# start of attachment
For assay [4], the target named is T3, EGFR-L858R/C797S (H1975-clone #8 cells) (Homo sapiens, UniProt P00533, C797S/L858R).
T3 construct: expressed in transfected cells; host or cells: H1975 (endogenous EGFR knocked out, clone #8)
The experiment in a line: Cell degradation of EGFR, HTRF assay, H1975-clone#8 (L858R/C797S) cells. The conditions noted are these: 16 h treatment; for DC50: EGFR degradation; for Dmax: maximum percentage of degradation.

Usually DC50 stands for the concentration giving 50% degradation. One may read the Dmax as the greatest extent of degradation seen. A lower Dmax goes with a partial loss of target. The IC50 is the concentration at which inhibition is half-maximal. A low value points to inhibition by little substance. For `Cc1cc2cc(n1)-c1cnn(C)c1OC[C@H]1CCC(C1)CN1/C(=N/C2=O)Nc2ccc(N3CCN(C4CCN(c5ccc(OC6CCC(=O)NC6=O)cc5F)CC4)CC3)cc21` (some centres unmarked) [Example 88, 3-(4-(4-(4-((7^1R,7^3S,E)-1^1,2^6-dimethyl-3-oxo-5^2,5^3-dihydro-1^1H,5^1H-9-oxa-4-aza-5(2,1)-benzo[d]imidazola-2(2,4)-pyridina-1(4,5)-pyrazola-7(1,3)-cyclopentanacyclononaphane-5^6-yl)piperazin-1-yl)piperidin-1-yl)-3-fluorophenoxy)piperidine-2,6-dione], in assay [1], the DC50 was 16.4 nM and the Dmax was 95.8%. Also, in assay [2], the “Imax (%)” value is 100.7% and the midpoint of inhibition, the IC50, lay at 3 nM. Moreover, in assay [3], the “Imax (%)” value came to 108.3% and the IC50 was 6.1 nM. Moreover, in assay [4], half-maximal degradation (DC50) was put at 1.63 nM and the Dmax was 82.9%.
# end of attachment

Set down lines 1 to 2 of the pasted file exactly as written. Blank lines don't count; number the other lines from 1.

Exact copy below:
For assay [4], the target named is T3, EGFR-L858R/C797S (H1975-clone #8 cells) (Homo sapiens, UniProt P00533, C797S/L858R).
T3 construct: expressed in transfected cells; host or cells: H1975 (endogenous EGFR knocked out, clone #8)